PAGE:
SEPTEMBER 23, 2008
After avoiding the heated immigration issue for months, John McCain assured a Pennsylvania crowd this week that as commander in chief he will enact comprehensive immigration reform and touted his credentials as an immigrant advocate alienated from his own party for supporting the failed amnesty bill.
The Republican presidential candidate finally went on the record with his plan to create a path to citizenship for the estimated 12 million illegal immigrants living in the United States. He also vowed to create a temporary worker program and admitted that his immigration advocacy almost cost him the party’s nomination.
The veteran Arizona senator said enacting comprehensive immigration reform will make the U.S. stronger and that immigrants have already enriched our nation. Because amnesty for illegal aliens is highly unpopular among most Republicans, McCain bragged about his record of reform and standing against his own party and his own president when necessary.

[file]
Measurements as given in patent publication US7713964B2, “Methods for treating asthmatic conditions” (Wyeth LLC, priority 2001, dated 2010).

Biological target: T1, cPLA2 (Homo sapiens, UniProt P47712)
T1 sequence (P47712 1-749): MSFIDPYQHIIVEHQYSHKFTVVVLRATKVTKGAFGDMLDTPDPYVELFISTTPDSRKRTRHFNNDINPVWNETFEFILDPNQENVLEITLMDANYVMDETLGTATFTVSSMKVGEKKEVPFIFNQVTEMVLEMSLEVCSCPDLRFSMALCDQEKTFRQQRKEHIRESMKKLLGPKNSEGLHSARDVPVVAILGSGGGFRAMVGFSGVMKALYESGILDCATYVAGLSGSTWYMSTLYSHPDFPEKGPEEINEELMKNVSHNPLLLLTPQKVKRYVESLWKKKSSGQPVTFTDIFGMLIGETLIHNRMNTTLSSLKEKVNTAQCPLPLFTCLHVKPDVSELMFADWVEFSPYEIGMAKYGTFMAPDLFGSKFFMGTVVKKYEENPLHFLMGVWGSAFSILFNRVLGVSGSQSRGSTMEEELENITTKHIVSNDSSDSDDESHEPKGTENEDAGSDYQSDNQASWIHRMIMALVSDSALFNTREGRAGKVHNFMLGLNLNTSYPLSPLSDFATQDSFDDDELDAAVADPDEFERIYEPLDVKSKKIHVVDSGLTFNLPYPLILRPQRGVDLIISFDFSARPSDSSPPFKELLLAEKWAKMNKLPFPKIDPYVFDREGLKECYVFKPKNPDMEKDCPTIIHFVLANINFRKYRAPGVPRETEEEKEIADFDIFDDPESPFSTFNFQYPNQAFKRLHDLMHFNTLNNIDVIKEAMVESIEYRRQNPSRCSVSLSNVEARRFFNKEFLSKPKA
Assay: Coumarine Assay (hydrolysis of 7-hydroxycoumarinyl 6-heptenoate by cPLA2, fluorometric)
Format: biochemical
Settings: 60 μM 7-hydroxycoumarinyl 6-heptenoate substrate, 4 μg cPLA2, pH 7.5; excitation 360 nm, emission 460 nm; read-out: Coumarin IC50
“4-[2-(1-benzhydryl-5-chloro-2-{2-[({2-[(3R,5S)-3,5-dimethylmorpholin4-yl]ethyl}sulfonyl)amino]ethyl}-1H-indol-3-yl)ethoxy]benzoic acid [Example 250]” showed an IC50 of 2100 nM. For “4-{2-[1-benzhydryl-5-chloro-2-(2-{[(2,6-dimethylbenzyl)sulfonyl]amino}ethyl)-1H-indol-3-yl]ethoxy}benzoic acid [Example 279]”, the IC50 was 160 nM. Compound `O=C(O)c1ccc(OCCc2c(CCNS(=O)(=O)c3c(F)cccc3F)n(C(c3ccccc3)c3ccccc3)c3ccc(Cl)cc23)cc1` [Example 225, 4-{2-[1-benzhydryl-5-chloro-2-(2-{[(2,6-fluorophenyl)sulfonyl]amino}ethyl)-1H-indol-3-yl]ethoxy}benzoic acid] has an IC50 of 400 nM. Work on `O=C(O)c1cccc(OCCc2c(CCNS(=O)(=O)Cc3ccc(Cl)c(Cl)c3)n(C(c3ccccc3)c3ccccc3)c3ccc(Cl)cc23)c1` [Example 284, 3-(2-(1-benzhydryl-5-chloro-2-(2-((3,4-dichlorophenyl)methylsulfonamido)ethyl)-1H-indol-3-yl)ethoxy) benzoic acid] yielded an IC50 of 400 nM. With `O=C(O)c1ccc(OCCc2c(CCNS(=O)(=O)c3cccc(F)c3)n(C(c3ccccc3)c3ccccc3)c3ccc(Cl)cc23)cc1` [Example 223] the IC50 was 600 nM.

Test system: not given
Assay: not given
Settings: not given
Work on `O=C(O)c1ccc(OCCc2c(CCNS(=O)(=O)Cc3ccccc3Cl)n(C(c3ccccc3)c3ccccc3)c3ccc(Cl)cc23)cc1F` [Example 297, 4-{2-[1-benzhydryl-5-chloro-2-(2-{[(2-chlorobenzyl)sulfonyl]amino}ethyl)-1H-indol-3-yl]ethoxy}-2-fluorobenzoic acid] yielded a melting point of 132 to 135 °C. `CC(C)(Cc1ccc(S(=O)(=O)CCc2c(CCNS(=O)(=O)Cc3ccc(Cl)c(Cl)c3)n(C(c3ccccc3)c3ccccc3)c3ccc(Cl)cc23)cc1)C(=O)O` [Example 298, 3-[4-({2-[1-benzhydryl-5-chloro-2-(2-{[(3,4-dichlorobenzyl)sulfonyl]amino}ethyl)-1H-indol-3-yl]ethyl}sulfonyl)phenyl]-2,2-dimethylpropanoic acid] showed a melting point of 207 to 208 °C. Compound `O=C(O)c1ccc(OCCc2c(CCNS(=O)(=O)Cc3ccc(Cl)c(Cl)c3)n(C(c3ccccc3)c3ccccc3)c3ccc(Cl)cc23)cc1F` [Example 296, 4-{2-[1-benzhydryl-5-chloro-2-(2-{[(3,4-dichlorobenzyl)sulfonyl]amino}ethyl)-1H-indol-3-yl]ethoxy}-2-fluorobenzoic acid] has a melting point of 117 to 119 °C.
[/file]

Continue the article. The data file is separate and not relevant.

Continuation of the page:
The stance of McCain’s running mate, Alaska Governor Sarah Palin, on this crucial issue is unknown. An interesting fact, however, is that Alaska has a statewide ordinance forbidding state agencies from enforcing federal immigration laws and three cities—Anchorage, Fairbanks and Sitka—have similar separate local measures to protect illegal aliens.
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